Smile for Me

3 min readJun 28, 2023


My husband and best friend fades away

Photo by Jiroe (Matia Rengel) on Unsplash

My husband and I met in 2014 and have been together for almost nine years. I moved in with him in 2015 and he kept asking if we were going to get married. I was ambivalent about it. The Supreme Court decision legalizing same-sex marriage was great news, and it was nice for some friends who went for the whole matrimony thing, but it wasn’t for me.

After prodding from him on a somewhat regular basis, we were married by the local Justice of the Peace in August of 2018. No one but him and I and the justice. He was happy and admittedly so was I. He smiled at me with that impish look he had and I laughed.

And out of the blue it hit me today. He doesn’t smile any more. He hasn’t laughed in months. After all this time, I just now noticed today. That he doesn’t smile. And hasn’t for quite some time.

When we first met, he was always so energetic, gregarious and funny. It was one of the things about him I found so endearing and attractive. Everywhere we went he would often strike up conversations with strangers. Taking the moment to do his “spiel” as I called it making whomever he interacted with smile and laugh as he joked around.

I’ll never forget how one day not long after we met, when we were at the grocery store, there was a woman working at the checkout. She looked sad, miserable, upset, and depressed. All rolled into one as she stood arms crossed staring out the glass windows at the front of the store. I approached her checkout first and began to unload the cart onto the counter. As the beep, beep, beep sounded for each item she scanned he came up and started his usual banter of corny openings he would use as conversation starters. Her initial response was just to look at him like “is this guy for real?” Like always, he persisted and before I knew it, he finally broke through. She threw a couple verbal jabs back at him and in no time she was smiling and laughing and engaged in a way that would have seemed impossible a few minutes before. We finished checking out she said, “I needed that today”. That was seven years ago.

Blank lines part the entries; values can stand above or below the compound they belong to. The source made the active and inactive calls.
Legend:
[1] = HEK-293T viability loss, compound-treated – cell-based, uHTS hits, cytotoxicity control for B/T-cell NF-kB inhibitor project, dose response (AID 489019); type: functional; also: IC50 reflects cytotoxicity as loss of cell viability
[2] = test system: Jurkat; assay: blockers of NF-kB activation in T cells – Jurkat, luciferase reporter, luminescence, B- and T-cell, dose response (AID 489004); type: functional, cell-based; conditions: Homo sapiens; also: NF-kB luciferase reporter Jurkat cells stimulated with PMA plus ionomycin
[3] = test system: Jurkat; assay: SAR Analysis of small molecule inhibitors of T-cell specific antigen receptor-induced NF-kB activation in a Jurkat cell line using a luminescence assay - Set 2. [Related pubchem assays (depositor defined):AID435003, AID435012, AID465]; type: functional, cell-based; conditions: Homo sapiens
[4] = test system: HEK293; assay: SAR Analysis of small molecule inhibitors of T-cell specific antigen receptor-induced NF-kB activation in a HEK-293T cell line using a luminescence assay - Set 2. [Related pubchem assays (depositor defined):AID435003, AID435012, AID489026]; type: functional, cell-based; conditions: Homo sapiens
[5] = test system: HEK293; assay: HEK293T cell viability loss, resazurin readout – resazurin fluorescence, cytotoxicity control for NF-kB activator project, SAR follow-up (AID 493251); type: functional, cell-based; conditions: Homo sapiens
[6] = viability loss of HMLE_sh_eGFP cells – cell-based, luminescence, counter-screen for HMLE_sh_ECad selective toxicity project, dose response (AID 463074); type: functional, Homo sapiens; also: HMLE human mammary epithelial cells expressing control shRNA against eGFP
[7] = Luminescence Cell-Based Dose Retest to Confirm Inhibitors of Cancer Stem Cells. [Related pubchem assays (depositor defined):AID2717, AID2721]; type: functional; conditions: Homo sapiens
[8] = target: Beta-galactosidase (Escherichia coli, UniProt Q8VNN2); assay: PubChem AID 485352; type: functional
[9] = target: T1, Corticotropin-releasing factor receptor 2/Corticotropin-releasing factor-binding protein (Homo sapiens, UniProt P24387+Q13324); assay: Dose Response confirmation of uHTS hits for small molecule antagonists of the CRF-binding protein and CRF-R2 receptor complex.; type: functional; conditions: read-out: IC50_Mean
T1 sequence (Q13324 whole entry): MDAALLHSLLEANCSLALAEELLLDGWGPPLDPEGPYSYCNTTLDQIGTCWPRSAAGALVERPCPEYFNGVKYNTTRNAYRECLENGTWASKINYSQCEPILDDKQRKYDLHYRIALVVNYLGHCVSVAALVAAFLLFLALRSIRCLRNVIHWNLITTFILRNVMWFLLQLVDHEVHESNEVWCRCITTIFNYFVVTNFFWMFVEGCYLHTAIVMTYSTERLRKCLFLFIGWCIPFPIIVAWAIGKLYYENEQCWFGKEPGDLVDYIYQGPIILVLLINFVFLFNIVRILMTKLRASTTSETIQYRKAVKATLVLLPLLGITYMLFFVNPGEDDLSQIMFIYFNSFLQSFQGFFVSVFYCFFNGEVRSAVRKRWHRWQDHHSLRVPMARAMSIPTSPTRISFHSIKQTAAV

In May of 2022, after eleven days in the hospital and every test imaginable, “It’s early onset of dementia” the doctors said. He’s only in his mid 50’s. It started during the pandemic when he developed slurred speech, difficulty with his coordination, and bedwetting. We were both stunned by the dementia diagnosis and I learned as much about it as I could.

We’d deal with it, I could handle it I told myself. And he was still relatively healthy and of sound mind. We hoped and prayed that this mild onset would continue and we’d have years more time. Only six months ago he could still walk, get up and down the stairs, fix his own breakfast, take a shower, and get dressed. His speech tended to get worse at times but then bounce back somewhat.

Now he can’t speak at all, the words are in his head but can’t make it past his lips. He has difficulty swallowing, wears adult diapers, and can’t do anything for himself. I look after and take care of him 24/7 along with working from home. Some days are good, some days are bad, and some days are just unbearable. There are times lately where he looks at me but it’s as if he’s seeing right through me. He’s looking at something else, something I can’t see. I’m exhausted, overwhelmed, emotionally and physically drained. But I’ll do whatever I can for as long as I can.

It breaks my heart to see him like this and I grieve. And I cry. Our days are no longer ours. The future, our plans are all gone. We’ll never retire or travel or spend relaxing days being happy and content together. I’ll never see him do his “spiel” again and laugh at his corny jokes. I smile at him sometimes when I think about it. But he doesn’t smile.

Don’t go it alone, if you or someone you know is a caregiver for someone with dementia




Former slave to corporate America and unapologetic liberal in the midst of Pennsyltucky